by Bill Nugent
Those who study the Christian faith often find our doctrine of original sin very difficult to grasp. However, when original sin is properly understood it leads to great understanding of the human condition and great insight into solving human social problems.
Original sin is the concept that all human beings are born into the world as sinners. Human nature itself is fallen, imperfect and tends toward evil. Christianity alone has this low (but accurate) view of humankind.
For an example of the profound usefulness of the doctrine of original sin in solving problems related to human government we should look at the writing of the U.S. constitution. The framers of the U.S. constitution were Christian men who held to a conservative understanding of Christian doctrine. Very few of the founding fathers were Deists and none were secularists.
James Madison (1751-1836), who was greatly influential in the framing of the constitution, held no flattering view of human nature. Madison (and Washington) often appealed to a Bible passage in Jeremiah 17:9 which clearly portrays the sinfulness of the human heart. In defending his argument for the separation of powers into executive, legislative and judicial branches, Madison asserted the following: “The truth that all men, having power ought to be distrusted ….” In his Federalist Paper no. 51 he wrote“If men were angels, no government would be necessary.” These statements are among many in the writings of Madison and the other founders that show that their Christian background caused them to adopt the Christian view of the sinful condition of human nature. This in turn led them to divide power into the three major branches of government. No human being was to be trusted with too much power.
Madison himself was heavily influenced by the writings of the Christian philosopher Baron de Montesquieu (1689-1755). Montesquieu’s overtly Christian book The Spirit of Lawsinfluenced many of America’s founding fathers. In it Montesquieu wrote “There is no liberty if the judiciary power be not separated from the legislative and the executive.” (From Alvin J. SchmidtUnder the Influence: How Christianity Transformed Civilization, Zondervan, pp. 256-258.)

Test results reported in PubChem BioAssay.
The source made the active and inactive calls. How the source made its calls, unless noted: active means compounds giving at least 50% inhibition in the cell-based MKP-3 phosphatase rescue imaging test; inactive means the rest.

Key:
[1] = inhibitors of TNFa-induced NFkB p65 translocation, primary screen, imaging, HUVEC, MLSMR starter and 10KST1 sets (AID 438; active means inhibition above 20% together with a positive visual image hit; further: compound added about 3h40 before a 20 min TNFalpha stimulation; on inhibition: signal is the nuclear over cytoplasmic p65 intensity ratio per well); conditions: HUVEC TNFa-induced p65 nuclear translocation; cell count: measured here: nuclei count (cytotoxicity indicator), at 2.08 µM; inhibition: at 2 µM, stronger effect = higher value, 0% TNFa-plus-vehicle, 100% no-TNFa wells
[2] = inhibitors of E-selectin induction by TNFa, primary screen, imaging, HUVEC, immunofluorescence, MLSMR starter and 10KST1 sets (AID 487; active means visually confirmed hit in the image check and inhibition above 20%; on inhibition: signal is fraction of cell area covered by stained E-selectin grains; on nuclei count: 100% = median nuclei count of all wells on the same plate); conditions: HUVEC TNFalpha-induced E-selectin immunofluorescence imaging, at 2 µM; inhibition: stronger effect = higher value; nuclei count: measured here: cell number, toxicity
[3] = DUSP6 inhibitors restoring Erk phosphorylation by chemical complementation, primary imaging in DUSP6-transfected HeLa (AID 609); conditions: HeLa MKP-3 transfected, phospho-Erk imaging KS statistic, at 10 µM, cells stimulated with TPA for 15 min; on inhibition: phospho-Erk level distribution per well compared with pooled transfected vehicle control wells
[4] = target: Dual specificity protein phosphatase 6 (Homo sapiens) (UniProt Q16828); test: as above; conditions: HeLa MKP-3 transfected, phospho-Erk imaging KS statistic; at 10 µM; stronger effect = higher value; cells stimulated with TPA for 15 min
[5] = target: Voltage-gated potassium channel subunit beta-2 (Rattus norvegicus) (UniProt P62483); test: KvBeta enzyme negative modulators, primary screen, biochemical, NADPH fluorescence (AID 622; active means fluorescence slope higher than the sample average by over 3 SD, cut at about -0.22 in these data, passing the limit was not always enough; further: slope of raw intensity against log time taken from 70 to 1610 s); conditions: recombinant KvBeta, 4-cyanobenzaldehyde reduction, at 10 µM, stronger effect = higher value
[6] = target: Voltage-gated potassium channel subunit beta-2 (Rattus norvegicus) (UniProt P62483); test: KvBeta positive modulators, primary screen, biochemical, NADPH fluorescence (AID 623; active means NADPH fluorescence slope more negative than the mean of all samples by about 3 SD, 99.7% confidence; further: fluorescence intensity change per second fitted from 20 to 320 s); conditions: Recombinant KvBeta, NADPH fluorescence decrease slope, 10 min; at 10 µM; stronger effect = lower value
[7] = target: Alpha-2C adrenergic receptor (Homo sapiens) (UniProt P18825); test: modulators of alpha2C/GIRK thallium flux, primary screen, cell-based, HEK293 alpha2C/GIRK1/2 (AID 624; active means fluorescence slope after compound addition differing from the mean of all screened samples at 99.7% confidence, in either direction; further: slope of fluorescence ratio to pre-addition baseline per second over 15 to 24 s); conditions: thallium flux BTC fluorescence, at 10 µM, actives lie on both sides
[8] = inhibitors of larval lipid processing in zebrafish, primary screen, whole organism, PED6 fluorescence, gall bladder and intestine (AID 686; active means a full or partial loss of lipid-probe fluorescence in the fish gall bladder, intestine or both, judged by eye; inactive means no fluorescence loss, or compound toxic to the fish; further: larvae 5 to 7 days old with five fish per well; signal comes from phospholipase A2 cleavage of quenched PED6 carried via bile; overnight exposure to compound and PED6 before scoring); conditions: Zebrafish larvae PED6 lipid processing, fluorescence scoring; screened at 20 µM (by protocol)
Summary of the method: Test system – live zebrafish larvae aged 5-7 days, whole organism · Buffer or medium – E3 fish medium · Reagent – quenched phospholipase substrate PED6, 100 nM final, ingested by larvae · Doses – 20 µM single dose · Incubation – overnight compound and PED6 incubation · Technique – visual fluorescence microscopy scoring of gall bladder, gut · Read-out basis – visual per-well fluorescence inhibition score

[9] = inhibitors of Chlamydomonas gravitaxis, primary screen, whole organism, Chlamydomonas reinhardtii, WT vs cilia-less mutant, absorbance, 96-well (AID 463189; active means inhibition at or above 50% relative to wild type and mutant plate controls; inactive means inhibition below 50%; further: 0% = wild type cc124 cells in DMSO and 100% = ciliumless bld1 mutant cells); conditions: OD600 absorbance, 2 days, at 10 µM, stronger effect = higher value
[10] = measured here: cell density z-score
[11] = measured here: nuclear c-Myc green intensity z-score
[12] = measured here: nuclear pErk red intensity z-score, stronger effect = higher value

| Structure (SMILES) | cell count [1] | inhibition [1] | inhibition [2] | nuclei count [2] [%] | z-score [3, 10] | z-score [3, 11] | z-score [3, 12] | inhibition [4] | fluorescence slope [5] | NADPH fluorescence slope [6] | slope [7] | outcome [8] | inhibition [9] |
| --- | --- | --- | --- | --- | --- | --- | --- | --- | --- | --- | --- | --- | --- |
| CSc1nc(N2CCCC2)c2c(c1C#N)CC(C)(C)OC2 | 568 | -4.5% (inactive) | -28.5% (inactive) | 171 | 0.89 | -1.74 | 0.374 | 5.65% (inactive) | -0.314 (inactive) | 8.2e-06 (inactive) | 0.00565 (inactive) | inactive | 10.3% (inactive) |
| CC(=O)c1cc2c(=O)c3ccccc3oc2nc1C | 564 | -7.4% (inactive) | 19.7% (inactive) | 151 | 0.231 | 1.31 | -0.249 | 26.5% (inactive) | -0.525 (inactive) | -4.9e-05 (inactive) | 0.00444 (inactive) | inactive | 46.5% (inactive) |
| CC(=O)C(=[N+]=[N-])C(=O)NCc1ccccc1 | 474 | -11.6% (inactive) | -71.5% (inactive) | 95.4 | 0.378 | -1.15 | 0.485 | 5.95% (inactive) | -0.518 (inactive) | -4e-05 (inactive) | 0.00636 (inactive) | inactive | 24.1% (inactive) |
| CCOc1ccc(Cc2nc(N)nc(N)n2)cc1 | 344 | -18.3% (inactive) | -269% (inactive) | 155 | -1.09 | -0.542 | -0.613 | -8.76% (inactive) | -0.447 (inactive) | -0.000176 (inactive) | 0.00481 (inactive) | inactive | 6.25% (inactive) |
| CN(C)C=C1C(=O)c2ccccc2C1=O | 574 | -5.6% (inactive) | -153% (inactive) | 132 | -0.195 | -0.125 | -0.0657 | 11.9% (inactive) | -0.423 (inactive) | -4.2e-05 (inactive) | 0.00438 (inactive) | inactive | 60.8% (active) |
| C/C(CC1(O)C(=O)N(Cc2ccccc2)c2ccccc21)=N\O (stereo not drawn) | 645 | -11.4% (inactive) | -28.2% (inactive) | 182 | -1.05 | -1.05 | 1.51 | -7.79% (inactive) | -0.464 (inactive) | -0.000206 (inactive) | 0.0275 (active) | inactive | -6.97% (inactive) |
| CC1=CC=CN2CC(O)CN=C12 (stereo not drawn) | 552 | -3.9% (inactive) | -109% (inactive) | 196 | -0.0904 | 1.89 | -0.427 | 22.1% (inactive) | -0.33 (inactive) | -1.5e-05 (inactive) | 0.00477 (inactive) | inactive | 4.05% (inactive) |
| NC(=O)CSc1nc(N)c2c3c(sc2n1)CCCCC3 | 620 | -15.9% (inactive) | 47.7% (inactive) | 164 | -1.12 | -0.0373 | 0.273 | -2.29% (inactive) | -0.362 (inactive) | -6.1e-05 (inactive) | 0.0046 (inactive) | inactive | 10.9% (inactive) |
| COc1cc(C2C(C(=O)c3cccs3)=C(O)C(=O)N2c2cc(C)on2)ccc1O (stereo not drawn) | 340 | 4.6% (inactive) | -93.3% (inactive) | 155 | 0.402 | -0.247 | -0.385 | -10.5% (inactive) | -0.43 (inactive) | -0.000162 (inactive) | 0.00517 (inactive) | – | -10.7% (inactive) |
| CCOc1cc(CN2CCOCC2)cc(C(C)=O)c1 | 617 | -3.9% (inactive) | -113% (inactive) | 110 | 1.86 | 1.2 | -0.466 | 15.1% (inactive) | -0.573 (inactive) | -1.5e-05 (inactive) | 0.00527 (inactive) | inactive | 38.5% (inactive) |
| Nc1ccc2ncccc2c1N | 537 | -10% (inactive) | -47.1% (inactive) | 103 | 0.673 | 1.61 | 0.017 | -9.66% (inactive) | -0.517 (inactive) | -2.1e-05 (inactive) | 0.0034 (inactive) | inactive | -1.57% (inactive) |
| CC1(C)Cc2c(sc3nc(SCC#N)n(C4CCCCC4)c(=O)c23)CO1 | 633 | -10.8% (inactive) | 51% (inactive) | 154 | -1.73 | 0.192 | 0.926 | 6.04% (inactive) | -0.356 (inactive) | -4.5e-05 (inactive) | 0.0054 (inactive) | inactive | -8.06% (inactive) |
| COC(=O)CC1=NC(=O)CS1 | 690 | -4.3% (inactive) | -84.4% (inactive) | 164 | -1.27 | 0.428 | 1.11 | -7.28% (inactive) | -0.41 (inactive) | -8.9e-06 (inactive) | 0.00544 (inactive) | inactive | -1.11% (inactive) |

The doctrine of original sin, far from being an obscure theological point, had immense practical impact on the founding of America. The separation of powers is considered by many to be the very unique genius of the constitution and the reason why the American republic has so long endured.
In our own everyday lives we also must acknowledge the practical value of the doctrine of original sin. It is best summed up in the words of a minister from Wales named Arthur Burt (1912- ). Arthur said “You have to own it before you can disown it.” In other words we must admit our sinfulness if ever we are to get free of that sinful condition.
Consider these words from the First Epistle of John. If we say that we have no sin, we are deceiving ourselves, and the truth is not in us. If we confess our sins, He is faithful and righteous to forgive us our sins and to cleanse us from all unrighteousness”(I John 1:8-9 NAS). We have to admit that we are sinners and then humbly ask for God’s forgiveness based on the work of Christ who died for our sins.